Be the change you seek,

    Scott Swenson, Editor

  • scott-swenson

    You are right, the photo was offensive as were many other issues from both campaigns (Clinton-race and Obama-gender) during the primaries. Far from excusing that behavior, one could suggest that if we find our way toward more civility in our politics, the gender, race, age and gay biases that are reflected in these offensive moments will fade. I just don’t see that rage does anything more than perpetuate the very behavior that is so clearly offensive. We need to move out of our identity silos – as you point out – and find ways to listen to each other in ways that may be uncomfortable as a nation but can help us see one another differently.


    Be the change you seek,

    Scott Swenson, Editor

  • scott-swenson

    Listening is not compromise.


    Be the change you seek,

    Scott Swenson, Editor

  • invalid-0

    I’m tired of it, and of liberals who think that if only they’re pleasant and nice and accommodating enough to these reich-wing psychos, somehow it’ll turn their hearts.

    I’m not really surprised that an xtian is peddling this crap.

  • scott-swenson

    Thanks for writing and commenting. I simply “peddle” the idea that in expecting others who disagree with my viewpoints to listen to me and appreciate my life’s experience that I should start by doing the same. I’ve been in the trenches against these people politically, on campaigns, issues, from gay rights, HIV, reproductive health and death with dignity. I get who they are are and I too am “tired of it” — but I don’t think adopting their tactics and treating them the way they’ve treated us is they way to go. I have this strange notion that liberal and progressives ideas can rise above the divisiveness and actually achieve civil society. That’s what I work for, not just crushing those I disagree with.


    Be the change you seek,

    Scott Swenson, Editor

  • invalid-0

    Yes Scott, I think people say they want civility in politics. What amazes me though is that a photo of Hillary Clinton can be so horrifying, and nobody in the Obama campaign seems to give a damn. At our company, if you posted something like this, it might be grounds for getting fired, and Jon Favreau was wearing an Obama Staffer shirt.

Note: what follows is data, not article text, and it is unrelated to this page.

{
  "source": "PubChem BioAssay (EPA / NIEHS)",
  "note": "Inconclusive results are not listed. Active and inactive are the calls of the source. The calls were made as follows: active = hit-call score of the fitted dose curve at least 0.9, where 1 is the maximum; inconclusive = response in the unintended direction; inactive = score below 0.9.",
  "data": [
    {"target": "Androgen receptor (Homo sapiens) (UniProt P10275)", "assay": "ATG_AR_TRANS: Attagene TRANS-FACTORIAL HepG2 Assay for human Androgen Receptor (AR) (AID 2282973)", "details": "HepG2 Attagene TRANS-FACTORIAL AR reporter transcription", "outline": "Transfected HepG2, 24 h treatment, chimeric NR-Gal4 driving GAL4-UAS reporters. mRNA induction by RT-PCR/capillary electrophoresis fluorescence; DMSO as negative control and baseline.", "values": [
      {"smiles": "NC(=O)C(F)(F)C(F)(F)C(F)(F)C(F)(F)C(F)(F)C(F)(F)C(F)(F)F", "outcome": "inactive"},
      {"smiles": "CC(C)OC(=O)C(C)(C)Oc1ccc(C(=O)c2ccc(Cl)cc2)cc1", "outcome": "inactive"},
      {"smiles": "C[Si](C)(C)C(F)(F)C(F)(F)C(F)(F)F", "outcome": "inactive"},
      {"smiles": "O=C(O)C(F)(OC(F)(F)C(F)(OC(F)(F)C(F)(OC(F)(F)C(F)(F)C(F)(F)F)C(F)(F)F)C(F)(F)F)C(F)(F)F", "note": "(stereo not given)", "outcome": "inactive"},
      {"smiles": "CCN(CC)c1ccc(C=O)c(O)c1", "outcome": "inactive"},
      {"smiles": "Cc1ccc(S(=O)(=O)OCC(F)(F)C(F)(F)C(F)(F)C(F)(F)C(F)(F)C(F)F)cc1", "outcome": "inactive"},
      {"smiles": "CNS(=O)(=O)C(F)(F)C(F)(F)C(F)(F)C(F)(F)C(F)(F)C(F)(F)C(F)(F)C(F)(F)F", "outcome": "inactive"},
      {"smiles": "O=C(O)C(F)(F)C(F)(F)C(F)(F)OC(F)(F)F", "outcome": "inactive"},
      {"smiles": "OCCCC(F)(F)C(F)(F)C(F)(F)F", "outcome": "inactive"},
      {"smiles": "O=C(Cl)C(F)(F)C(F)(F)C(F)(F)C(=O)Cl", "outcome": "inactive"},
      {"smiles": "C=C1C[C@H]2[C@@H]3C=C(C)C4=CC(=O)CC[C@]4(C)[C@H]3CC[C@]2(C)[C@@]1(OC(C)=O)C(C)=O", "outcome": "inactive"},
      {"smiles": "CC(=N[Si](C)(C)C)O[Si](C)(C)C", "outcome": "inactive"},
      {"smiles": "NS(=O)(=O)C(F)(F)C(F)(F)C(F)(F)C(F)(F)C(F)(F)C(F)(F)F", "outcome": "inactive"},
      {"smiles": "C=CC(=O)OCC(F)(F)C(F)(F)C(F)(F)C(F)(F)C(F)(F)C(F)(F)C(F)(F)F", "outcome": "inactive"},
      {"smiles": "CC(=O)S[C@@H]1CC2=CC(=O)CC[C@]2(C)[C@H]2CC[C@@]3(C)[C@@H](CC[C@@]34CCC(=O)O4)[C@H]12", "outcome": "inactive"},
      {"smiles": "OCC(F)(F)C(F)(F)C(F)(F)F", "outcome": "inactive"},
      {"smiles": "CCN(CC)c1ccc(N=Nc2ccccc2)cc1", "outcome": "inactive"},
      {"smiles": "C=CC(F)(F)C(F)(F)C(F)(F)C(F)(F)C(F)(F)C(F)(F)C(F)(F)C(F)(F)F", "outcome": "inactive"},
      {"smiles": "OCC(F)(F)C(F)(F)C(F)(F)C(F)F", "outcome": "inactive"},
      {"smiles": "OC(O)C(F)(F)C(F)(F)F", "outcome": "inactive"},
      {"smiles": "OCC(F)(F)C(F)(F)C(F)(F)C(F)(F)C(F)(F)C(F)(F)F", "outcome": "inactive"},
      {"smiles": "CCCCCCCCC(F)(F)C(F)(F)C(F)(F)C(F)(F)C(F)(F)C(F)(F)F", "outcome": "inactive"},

So I’m weary of the “let’s get beyond this…” move on, forget the sexism and womanhatred in time for the big inaugural speech written by Favreau. I just don’t want to hear the speech now, and probably won’t tune in that day.

    Real unity or connection requires hard work. All too often gays and women just get shoved aside as soon as our “usefulness” as “liberal” voters gets used up. Kind of reminds me of sexist men, who are able to shut up and be civil as long as they are trying to sell a woman a car, for example, but in daily life, they’re vulgar sexist verbal abusers of all the women around them.

    I’d like to see some understanding on Rick Warren’s part of just where he’d like to see the hundreds of gay and lesbian Christians who could visit his church stand. Now wouldn’t that be interesting if Soulforce say showed up with 2000 gays and lesbians as regular church attenders. What would that “conservative” church do with that big a gay contingent? Interesting idea. That would be creative, as would the seminars on real gay and lesbian Christians telling their true stories to straight congregants of that church. I suggest 2000 gays and lesbians, because the numbers would command a certain change of heart, and call Warren on his so-called words of consiliation. Remember these guys know how to smile and be nice in front of the cameras….

  • scott-swenson

    Satsuma, I like your Soulforce idea. I also agree that this is all very hard work. There were times during the primary when it was so painful to listen to mainstream media fumble their way through gender, race and age discussions — and most of the time not even realize how challenged they are by the concept of full equality. It was hard to hear Bill Clinton say the things he said, and frankly its always been offensive to hear him described as the first black President. But as I watched it all happening over the past year I took some comfort in the fact that at least these discussions were finally happening, awkward and difficult as they are, someplace besides progressive circles and diversity workshops. And yes, there are plenty of progressives who still need work, we all do, that’s why we’re here to learn and grow.


    Be the change you seek,

    Scott Swenson, Editor

  • truth